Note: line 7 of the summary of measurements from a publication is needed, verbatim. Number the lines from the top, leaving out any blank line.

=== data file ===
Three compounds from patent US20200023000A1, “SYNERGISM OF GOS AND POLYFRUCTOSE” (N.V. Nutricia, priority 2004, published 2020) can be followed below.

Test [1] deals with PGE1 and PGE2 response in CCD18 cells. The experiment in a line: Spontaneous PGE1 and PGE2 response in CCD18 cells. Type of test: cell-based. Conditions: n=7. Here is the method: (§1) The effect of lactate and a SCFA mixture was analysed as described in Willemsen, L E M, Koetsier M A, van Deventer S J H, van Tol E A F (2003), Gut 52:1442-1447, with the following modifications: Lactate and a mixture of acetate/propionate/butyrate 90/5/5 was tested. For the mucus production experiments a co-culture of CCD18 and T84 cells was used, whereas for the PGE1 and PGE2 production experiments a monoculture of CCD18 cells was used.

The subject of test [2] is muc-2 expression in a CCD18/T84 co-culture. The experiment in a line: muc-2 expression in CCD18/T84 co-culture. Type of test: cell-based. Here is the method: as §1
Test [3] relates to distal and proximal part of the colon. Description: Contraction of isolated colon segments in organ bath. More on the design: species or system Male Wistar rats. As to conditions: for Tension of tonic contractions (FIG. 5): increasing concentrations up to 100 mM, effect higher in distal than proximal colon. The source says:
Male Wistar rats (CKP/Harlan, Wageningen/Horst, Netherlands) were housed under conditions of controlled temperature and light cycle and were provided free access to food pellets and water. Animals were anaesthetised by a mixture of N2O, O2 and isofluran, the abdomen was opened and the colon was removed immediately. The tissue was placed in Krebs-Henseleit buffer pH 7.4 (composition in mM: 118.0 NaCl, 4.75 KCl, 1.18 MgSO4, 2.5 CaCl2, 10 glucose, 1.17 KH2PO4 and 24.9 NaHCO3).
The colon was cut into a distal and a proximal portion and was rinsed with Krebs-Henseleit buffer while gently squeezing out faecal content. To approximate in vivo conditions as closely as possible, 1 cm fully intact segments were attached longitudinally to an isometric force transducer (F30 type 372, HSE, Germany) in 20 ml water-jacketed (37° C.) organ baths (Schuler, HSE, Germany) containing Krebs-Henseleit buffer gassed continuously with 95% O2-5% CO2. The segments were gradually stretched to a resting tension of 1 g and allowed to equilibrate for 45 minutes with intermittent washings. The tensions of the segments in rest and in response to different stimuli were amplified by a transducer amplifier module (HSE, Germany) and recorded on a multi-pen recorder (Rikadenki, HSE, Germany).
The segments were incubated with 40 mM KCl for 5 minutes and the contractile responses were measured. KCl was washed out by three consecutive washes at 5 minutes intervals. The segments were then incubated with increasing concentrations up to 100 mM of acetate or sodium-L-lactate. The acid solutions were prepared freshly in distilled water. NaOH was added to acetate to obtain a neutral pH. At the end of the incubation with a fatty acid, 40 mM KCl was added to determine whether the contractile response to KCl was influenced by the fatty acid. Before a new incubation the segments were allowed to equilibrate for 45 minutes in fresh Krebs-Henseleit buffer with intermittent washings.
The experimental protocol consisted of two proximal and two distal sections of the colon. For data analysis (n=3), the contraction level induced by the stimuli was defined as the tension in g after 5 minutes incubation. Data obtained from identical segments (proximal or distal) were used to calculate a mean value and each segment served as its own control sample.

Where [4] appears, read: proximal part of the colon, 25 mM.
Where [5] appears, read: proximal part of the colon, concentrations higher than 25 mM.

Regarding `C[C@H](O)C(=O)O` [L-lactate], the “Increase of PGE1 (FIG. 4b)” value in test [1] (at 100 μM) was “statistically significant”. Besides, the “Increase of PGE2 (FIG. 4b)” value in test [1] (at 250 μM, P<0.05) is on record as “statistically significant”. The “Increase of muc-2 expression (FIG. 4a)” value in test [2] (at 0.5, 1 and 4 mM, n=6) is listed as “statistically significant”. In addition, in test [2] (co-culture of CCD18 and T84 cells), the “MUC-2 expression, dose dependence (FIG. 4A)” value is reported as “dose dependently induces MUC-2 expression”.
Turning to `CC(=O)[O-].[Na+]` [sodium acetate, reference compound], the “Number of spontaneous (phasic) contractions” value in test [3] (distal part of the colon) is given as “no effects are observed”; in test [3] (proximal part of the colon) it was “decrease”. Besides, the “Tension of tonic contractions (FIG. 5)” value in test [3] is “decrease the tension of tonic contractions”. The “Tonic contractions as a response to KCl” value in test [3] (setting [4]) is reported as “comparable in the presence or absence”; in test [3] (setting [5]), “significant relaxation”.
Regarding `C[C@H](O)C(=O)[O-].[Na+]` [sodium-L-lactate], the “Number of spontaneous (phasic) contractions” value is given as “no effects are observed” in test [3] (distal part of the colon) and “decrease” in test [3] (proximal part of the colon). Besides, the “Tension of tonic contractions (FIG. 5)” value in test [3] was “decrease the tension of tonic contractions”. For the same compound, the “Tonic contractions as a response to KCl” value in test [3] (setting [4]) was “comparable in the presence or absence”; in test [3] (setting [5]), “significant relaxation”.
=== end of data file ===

The segments were incubated with 40 mM KCl for 5 minutes and the contractile responses were measured. KCl was washed out by three consecutive washes at 5 minutes intervals. The segments were then incubated with increasing concentrations up to 100 mM of acetate or sodium-L-lactate. The acid solutions were prepared freshly in distilled water. NaOH was added to acetate to obtain a neutral pH. At the end of the incubation with a fatty acid, 40 mM KCl was added to determine whether the contractile response to KCl was influenced by the fatty acid. Before a new incubation the segments were allowed to equilibrate for 45 minutes in fresh Krebs-Henseleit buffer with intermittent washings.